It’s official – under Barack Obama, the Department of Justice will not restrain federal prosecutors targeting medical marijuana providers.
Any lingering hopes that the new Administration would implement change in this area were blasted April 17 when U.S. Attorney Thomas O’Brien forwarded to District Judge George Wu a letter from DOJ clarifying ObamAdmin policy.
The clarification had been requested by Judge Wu. On March 23, responding to widespread media reports of a “policy change” under Obama, Wu had postponed the sentencing of Charles Lynch, 46, a Morro Bay dispensary operator, until the U.S. Attorney could provide a written statement elucidating the present policy.
The definitive letter, signed by H. Marshall Jarrrett, director of the office that oversees all U.S. Attorneys, is addressed to O’Brien.
“In response to your request, the Office of the Deputy Attorney General reviewed the facts of this case to determine whether the prosecution of Mr. Lynch comports with the Department of Justice’s policies with respect to marijuana prosecutions. Based on the facts of this case, the Office of the Deputy Attorney General concurs with your office that the investigation, prosecution, and conviction of Mr. Lynch are entirely consistent with Department policies as well as public statements made by the Attorney General. Accordingly, you should seek to proceed with the sentencing recommendations which your office has filed with the court.”
Attorney General Holder had proclaimed that DOJ would henceforth approve prosectuion only of those medical marijuana providers who violate state law as well as federal law. (Federal prosecutors and the DEA claim that this has been their approach all along.) Pro-cannabis activists contend that Lynch ran an exemplary operation in Morro Bay. The letter from Deputy AG Jarrett begs the question: in what way did Lynch’s dispensary violate state law? No evidence of profiteering by Lynch had been introduced during his trial. Nevertheless, ObamAdmin policy is now unambiguous: California dispensaries are subject to DEA raids, and their operators are subject to prosecution. Gone is the hope of retroactive leniency for Tom Kikuchi, Stephanie Landa, Dustin Costa, and dozens more growers and dispensary operators who are in prison or facing prison terms.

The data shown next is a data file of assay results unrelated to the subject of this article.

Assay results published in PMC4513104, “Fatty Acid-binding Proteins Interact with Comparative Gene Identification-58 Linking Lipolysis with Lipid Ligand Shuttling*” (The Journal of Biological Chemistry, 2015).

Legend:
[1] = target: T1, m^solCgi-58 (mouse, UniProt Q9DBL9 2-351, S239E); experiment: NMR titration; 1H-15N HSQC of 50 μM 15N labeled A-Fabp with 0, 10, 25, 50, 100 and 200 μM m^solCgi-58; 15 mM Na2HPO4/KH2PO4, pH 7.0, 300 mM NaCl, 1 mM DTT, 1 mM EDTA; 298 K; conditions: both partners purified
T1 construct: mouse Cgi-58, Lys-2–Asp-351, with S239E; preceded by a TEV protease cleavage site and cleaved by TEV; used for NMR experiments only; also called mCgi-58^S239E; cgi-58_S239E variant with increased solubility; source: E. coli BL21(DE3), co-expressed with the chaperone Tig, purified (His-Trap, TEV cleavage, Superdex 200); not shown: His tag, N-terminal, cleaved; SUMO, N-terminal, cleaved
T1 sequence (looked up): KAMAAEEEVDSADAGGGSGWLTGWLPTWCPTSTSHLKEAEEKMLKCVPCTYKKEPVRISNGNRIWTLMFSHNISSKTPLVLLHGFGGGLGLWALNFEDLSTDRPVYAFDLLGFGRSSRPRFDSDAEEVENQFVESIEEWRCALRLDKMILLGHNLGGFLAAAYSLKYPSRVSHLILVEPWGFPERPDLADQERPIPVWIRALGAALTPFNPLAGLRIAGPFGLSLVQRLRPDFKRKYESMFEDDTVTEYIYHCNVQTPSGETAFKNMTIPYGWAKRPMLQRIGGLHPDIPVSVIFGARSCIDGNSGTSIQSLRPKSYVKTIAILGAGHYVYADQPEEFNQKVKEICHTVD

The few that I’ve met are intelligent, skilled, decent people who, in a rational society, would be contributing to the welfare of their families and communities.
Judge Wu will sentence Charles Lynch April 23 at 10:30 a.m. in his Los Angeles courtroom. Supporters will be out in force. Ronnie Naulls is one of those in the pipeline to prison whose fate will be affected by Jarrett’s letter. He emails, “This is very upsetting news. We all have to join together and go to court to support Charles. Lord knows I would be there in a heartbeat but because of my house arrest I will be there in spirit.”
Fred Gardner edits O’Shaughnessy’s, the Journal of Cannabis in Clinical Practice. He can be reached at [email protected]
– Article from CounterPunch on April 21, 2009.